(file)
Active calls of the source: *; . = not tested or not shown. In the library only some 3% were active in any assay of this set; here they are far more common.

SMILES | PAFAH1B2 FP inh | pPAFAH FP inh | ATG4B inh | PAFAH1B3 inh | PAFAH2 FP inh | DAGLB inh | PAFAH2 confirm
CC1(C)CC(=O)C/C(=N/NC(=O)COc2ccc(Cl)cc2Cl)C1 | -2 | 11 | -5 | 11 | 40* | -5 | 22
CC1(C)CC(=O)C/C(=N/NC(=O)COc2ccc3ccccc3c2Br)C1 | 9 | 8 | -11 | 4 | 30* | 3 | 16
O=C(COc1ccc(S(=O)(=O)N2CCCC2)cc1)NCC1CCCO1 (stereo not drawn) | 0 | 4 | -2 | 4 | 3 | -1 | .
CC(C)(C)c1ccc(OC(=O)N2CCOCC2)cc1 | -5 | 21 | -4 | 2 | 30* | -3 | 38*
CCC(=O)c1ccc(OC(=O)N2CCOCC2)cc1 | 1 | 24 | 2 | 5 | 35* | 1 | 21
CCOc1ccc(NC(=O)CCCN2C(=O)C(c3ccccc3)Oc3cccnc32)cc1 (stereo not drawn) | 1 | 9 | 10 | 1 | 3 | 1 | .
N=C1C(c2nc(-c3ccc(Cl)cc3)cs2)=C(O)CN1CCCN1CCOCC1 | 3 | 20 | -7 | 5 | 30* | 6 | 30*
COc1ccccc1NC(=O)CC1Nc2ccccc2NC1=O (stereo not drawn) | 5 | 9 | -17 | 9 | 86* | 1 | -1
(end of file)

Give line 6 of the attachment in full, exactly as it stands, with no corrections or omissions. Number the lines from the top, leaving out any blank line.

CC(C)(C)c1ccc(OC(=O)N2CCOCC2)cc1 | -5 | 21 | -4 | 2 | 30* | -3 | 38*